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Old 08-04-2005, 01:06 PM   #1
Copperhead question

There is no antivenom for copperheads right???
What do they give for a bite....if anything
I dont have one now but have been considering it.

Thanks Jason
Old 08-04-2005, 01:45 PM   #2
You're considering getting a copperhead, or getting bitten by one?
Old 08-04-2005, 01:49 PM   #3
OK OK, I'll stop being a wiseass...

If necessary, rattlesnake antivenin is used. However, since most copperhead bites are not very potent, many people choose to not risk the injection of antivenin and stick with just cleaning, disinfecting, and waiting.

This is from the web:
Surgical Associates of Richmond, VA 23235, USA.

Polyvalent antivenin remains the most recommended treatment of crotalid envenomation, including copperhead snakebites. Because of the significant morbidity associated with antivenin therapy, some have proposed conservative therapy for less serious envenomations. Few if any studies have separated the treatment of the less serious copperhead bite from the more serious bite of a rattlesnake or a water moccasin. Fifty-five patients, including 12 children, with copperhead bites were treated over a 12-year period. All 55 patients were successfully treated conservatively without antivenin. Conservative treatment resulted in no deaths, limb loss, or residual disability. The mean hospital stay was 2.15 days compared with 3.9 days in patients with systemic symptoms. These data support a conservative approach to most copperhead envenomations and suggest that the treatment for copperhead bites should be segregated from the more serious rattlesnake and water moccasin snakebites.
Old 08-04-2005, 03:18 PM   #4
While antivenin is usually not necessary with contortrix bites they are still a medical emergency and you should always get to the hospital ASAP. Many contortrix bites only cause localized pain and swelling but others can cause systemic symptoms or even anaphylaxis.

When Ms. Terese mentioned that most bites only require cleaning, disinfecting and waiting I didn't want you to interpret her statement to mean that these things should be done at home or that you should wait to seek medical treatment. (I believe she meant that this would be the hospital's course of treatment in most cases.)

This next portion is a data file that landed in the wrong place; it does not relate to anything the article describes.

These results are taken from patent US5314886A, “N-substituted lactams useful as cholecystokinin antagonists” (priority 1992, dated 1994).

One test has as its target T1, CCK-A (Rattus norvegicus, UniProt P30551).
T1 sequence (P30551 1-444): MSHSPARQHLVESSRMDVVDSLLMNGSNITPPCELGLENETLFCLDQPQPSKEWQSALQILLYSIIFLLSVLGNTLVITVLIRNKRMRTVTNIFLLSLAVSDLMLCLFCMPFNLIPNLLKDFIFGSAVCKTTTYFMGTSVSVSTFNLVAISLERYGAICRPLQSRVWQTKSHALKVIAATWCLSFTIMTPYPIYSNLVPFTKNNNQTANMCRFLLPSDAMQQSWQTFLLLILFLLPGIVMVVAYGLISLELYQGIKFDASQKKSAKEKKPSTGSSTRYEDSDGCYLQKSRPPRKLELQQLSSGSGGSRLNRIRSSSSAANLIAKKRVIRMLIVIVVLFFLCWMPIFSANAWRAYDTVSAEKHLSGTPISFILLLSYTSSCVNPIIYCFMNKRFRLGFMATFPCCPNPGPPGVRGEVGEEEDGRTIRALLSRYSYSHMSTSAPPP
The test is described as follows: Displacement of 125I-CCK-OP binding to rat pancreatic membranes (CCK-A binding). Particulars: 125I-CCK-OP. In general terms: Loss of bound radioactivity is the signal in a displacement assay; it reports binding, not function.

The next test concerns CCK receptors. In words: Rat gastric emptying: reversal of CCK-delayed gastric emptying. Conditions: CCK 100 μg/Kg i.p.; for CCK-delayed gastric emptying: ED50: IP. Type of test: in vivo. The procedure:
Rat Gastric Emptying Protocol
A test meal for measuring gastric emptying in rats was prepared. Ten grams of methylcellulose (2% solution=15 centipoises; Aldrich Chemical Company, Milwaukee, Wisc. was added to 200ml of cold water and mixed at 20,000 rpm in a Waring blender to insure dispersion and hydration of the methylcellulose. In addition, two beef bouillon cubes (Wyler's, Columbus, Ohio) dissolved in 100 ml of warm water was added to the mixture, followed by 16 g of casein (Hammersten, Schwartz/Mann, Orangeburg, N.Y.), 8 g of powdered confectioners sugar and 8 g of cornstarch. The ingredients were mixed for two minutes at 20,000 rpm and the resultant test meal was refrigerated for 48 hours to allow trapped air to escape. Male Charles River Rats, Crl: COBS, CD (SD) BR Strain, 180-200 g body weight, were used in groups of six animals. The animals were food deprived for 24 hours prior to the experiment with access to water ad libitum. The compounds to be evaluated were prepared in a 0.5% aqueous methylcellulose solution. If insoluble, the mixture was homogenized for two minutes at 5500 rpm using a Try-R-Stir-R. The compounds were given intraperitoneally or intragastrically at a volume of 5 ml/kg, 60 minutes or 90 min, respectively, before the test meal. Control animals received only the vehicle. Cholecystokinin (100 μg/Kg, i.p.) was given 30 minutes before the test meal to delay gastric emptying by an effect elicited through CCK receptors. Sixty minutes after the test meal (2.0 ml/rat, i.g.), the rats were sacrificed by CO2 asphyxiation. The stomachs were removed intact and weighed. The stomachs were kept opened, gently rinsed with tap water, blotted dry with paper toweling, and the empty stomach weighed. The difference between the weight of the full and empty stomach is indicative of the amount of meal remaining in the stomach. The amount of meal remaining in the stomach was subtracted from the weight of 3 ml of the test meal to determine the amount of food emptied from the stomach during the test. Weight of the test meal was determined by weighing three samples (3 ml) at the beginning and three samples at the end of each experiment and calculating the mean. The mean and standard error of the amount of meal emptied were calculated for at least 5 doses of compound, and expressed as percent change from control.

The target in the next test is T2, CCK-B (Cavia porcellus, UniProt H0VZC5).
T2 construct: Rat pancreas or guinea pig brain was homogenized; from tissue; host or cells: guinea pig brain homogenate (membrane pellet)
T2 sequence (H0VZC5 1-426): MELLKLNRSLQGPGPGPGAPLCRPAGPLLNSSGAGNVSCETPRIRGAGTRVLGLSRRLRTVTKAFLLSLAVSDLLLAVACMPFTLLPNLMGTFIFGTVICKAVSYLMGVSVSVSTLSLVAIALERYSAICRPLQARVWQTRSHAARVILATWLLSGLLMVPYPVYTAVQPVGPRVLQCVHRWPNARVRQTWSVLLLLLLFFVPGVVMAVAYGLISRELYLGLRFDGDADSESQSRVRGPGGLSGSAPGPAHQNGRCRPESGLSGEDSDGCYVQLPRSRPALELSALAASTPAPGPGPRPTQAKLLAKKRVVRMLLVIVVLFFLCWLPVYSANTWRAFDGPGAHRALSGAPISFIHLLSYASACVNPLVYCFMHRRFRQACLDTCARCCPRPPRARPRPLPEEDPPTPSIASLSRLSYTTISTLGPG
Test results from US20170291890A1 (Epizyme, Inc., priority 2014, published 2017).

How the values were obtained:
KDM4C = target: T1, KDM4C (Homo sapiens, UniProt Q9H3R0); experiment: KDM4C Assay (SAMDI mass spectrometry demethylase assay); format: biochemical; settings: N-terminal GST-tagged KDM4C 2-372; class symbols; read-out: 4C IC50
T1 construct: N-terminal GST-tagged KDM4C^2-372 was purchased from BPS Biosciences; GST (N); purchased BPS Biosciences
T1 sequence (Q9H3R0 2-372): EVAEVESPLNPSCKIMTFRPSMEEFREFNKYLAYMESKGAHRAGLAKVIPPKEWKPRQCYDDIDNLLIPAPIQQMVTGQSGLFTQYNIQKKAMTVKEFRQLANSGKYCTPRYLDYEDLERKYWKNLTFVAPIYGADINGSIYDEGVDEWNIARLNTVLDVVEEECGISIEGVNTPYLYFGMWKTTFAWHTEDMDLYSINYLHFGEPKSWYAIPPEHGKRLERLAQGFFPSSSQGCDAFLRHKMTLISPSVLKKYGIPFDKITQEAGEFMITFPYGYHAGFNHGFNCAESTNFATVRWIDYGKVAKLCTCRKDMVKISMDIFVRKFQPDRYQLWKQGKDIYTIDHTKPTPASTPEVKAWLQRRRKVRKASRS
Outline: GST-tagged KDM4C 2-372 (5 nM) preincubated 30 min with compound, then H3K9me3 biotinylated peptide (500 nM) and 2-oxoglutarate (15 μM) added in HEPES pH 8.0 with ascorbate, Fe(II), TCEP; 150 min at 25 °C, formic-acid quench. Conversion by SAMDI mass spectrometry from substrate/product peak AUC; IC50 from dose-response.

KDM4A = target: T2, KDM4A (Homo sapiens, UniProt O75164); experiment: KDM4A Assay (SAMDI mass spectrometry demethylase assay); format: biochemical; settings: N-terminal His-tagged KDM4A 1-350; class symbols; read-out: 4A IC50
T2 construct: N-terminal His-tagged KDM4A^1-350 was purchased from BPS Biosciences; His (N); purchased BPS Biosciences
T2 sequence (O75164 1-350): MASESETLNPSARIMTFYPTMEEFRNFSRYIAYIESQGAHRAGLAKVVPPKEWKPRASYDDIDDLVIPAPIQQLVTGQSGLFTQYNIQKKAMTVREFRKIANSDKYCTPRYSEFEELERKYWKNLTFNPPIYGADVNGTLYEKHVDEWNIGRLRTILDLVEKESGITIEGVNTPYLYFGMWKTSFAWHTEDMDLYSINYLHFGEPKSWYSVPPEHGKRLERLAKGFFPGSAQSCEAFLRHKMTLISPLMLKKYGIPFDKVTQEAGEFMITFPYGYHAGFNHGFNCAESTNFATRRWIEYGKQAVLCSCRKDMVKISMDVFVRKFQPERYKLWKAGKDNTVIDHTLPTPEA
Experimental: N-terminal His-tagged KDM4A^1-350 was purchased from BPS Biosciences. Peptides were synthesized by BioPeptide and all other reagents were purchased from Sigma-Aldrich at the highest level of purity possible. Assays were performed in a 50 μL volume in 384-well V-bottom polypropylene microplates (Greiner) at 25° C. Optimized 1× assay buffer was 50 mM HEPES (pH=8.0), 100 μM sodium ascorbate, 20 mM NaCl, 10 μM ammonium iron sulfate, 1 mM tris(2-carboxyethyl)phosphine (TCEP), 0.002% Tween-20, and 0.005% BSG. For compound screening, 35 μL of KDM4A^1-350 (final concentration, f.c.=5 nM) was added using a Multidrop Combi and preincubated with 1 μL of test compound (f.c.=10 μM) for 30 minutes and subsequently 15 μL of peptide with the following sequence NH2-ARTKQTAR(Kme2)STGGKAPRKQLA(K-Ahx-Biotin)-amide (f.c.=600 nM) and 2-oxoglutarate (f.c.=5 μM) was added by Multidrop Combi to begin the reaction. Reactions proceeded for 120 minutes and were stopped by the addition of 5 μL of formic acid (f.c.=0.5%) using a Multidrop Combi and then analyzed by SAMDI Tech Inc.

Copperheads are awesome animals and make a good first hot for the responsible keeper who already has experience with non venomous snakes.
Just treat them with the same respect that you would treat the most deadly venomous snake and you'll avoid the complacency that causes most bites.
Good luck,
Old 08-04-2005, 04:39 PM   #5
Chris, you are absolutely correct! I did not communicate that very well!

Always, ALWAYS seek medical treatment for any envenomation!
Old 08-05-2005, 12:08 AM   #6
Thanks for the responses...and yea..i new to get to a hospital...LOL
Old 08-05-2005, 05:27 AM   #7
I'll have to check with this person I know who got bitten by a Southern copperhead not too long ago. I do know he said he went to the hospital and was given antivenom treatment. What kind of treatment I will inquire about when I see him next.

The best bit (pun intended) of advice I can give you is, don't get bitten. Which means use your head at all times when dealing with hots. I'd suggest getting a good pair of tongs and make sure the enclosure you are planning to use for it is lockable.
Old 08-05-2005, 09:29 AM   #8
I do know he said he went to the hospital and was given antivenom treatment.
Probably Crofab.....It's usually not necessary but a bad bite from a big ol' southern may be enough to warrant it in some cases.

This may be a helpful link Jason...

Here's a pretty southern I saw in NW FL in June.
<img src=>
Old 01-27-2010, 09:20 PM   #9
cool i was thinking of getting one of these as a 1st time hot herp
Old 01-28-2010, 11:11 AM   #10
Tim Cole
Originally Posted by mosy View Post
cool i was thinking of getting one of these as a 1st time hot herp
Only native hots are allowed to be kept in California.

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